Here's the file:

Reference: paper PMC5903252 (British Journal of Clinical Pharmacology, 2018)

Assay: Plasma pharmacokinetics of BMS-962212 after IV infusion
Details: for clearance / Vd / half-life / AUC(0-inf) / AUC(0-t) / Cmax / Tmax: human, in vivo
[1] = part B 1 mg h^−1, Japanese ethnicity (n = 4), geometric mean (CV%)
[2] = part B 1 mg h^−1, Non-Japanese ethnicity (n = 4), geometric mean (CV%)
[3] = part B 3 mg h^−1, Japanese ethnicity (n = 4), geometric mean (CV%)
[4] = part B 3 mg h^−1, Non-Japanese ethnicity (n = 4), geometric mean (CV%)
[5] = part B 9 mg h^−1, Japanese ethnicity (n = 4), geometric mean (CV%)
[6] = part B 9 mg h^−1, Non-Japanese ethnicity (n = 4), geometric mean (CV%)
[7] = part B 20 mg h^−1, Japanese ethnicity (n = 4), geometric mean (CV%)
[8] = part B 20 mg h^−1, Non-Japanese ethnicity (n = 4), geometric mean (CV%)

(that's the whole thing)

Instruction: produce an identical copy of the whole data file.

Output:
Reference: paper PMC5903252 (British Journal of Clinical Pharmacology, 2018)

Assay: Plasma pharmacokinetics of BMS-962212 after IV infusion
Details: for clearance / Vd / half-life / AUC(0-inf) / AUC(0-t) / Cmax / Tmax: human, in vivo
[1] = part B 1 mg h^−1, Japanese ethnicity (n = 4), geometric mean (CV%)
[2] = part B 1 mg h^−1, Non-Japanese ethnicity (n = 4), geometric mean (CV%)
[3] = part B 3 mg h^−1, Japanese ethnicity (n = 4), geometric mean (CV%)
[4] = part B 3 mg h^−1, Non-Japanese ethnicity (n = 4), geometric mean (CV%)
[5] = part B 9 mg h^−1, Japanese ethnicity (n = 4), geometric mean (CV%)
[6] = part B 9 mg h^−1, Non-Japanese ethnicity (n = 4), geometric mean (CV%)
[7] = part B 20 mg h^−1, Japanese ethnicity (n = 4), geometric mean (CV%)
[8] = part B 20 mg h^−1, Non-Japanese ethnicity (n = 4), geometric mean (CV%)